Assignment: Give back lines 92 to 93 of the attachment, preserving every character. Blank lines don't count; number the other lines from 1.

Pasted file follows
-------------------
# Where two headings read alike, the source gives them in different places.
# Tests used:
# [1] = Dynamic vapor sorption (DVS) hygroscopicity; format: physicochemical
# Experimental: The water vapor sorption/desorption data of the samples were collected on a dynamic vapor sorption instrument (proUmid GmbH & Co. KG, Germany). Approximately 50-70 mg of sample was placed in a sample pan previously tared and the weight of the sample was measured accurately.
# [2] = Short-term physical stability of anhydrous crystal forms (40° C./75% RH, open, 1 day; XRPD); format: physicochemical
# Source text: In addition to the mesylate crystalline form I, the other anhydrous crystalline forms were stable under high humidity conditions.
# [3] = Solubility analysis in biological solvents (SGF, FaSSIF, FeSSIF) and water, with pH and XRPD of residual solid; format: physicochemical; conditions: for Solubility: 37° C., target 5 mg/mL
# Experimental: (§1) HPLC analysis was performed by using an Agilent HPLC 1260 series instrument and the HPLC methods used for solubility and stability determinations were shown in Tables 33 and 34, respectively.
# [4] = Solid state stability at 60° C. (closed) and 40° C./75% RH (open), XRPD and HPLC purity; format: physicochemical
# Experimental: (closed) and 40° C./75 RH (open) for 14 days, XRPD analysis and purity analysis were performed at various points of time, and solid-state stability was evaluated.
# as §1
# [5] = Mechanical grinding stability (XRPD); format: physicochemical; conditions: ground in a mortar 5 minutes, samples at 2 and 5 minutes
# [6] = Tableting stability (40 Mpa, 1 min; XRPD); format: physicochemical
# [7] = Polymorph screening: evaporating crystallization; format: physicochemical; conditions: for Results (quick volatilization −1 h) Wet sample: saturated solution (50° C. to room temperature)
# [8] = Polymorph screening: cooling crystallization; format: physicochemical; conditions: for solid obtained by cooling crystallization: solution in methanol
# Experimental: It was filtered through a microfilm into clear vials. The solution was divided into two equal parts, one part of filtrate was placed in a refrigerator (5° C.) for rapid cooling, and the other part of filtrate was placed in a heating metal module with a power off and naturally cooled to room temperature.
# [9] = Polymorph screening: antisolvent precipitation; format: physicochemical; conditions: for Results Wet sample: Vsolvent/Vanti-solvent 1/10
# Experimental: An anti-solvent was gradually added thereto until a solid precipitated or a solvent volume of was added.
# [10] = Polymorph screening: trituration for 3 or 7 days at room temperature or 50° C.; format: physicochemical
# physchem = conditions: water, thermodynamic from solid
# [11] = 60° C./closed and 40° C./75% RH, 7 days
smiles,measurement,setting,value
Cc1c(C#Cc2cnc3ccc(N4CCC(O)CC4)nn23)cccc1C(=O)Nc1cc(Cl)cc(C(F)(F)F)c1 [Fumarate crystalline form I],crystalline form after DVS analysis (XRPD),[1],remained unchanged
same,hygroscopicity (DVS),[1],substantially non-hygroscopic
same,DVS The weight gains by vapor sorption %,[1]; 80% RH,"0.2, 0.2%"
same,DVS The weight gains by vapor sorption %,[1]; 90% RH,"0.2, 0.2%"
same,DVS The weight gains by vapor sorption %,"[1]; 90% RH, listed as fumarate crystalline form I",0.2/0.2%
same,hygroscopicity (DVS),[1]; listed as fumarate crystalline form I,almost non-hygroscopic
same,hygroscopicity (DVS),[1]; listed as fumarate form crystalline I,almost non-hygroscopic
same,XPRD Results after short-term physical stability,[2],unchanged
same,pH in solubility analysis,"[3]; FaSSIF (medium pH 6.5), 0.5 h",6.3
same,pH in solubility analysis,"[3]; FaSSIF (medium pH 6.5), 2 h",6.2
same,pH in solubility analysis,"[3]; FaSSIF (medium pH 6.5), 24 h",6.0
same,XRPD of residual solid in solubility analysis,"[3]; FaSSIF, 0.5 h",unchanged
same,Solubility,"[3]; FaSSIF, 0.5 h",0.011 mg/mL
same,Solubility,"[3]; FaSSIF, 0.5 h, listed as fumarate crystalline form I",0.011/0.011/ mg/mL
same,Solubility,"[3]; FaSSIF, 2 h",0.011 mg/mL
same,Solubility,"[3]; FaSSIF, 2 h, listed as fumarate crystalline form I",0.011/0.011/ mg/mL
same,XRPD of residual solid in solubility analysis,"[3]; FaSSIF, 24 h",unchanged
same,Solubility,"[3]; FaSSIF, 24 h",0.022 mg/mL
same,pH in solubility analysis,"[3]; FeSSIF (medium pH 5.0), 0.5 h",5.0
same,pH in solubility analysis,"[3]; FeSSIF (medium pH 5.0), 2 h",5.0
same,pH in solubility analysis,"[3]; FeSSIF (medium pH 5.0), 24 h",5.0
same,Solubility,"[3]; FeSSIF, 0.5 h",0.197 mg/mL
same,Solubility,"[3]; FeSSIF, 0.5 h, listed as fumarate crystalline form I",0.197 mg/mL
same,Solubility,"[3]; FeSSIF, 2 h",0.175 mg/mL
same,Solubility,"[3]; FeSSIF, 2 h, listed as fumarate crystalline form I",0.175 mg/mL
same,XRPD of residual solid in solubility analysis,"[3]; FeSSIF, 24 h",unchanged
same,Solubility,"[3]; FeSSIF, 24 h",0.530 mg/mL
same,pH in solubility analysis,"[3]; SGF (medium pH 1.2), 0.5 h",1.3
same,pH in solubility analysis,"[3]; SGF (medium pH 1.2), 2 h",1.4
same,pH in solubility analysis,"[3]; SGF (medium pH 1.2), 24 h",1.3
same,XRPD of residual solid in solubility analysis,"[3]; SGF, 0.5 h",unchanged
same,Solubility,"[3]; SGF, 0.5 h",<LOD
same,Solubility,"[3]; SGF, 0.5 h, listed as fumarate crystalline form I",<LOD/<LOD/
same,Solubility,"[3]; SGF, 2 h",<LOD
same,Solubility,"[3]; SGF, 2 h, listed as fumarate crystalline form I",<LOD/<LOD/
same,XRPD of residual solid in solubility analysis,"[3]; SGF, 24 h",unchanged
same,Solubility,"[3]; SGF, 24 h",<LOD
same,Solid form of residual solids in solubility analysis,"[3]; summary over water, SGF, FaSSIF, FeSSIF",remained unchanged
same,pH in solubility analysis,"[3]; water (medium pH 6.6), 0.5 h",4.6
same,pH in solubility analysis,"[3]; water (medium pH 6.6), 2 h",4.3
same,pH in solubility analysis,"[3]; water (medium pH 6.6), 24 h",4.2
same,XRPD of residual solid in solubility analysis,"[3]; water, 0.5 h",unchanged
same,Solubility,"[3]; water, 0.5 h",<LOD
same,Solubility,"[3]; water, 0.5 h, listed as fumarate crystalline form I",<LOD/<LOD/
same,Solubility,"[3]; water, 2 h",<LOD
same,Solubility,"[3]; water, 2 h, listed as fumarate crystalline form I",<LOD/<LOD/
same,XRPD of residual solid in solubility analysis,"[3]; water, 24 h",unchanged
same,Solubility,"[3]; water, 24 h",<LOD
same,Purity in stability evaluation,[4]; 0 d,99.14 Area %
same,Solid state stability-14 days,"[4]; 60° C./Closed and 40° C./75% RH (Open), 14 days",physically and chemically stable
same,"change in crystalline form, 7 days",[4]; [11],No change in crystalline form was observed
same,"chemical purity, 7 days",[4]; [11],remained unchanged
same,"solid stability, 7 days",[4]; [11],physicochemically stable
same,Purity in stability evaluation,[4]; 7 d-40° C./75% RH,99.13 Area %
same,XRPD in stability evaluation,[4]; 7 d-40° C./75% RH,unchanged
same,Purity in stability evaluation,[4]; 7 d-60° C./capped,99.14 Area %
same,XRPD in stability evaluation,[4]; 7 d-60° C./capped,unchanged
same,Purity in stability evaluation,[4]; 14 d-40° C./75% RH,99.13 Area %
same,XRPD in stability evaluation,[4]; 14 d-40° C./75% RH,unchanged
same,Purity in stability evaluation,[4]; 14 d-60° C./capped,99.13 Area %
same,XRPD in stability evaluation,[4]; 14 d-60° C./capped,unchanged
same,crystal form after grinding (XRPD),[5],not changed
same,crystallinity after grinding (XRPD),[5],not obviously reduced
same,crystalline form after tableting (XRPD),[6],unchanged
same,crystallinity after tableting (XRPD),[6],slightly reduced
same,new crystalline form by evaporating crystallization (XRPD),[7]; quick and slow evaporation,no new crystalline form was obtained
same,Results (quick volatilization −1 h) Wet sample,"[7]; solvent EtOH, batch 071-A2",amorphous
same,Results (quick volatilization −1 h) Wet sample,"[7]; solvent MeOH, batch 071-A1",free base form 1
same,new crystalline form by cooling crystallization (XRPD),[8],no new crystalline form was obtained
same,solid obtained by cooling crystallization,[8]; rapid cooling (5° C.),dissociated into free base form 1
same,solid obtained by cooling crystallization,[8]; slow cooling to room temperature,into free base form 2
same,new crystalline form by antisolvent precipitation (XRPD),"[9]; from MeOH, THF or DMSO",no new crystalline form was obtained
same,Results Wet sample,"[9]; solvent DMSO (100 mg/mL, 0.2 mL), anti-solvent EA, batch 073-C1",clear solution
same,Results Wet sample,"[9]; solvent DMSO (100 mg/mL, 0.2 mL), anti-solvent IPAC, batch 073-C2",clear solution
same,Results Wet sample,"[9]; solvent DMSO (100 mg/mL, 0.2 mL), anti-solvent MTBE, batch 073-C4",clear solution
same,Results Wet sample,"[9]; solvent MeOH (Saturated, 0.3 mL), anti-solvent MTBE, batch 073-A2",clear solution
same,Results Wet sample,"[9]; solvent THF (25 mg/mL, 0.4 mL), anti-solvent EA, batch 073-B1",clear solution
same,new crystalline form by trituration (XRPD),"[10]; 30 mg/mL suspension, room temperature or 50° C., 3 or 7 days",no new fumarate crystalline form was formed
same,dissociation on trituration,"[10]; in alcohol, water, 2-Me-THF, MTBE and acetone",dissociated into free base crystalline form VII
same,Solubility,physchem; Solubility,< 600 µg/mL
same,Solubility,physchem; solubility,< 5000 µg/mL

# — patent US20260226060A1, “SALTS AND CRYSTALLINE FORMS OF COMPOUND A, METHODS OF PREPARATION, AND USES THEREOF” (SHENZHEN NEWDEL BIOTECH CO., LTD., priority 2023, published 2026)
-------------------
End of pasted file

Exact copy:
same,solid obtained by cooling crystallization,[8]; rapid cooling (5° C.),dissociated into free base form 1
same,solid obtained by cooling crystallization,[8]; slow cooling to room temperature,into free base form 2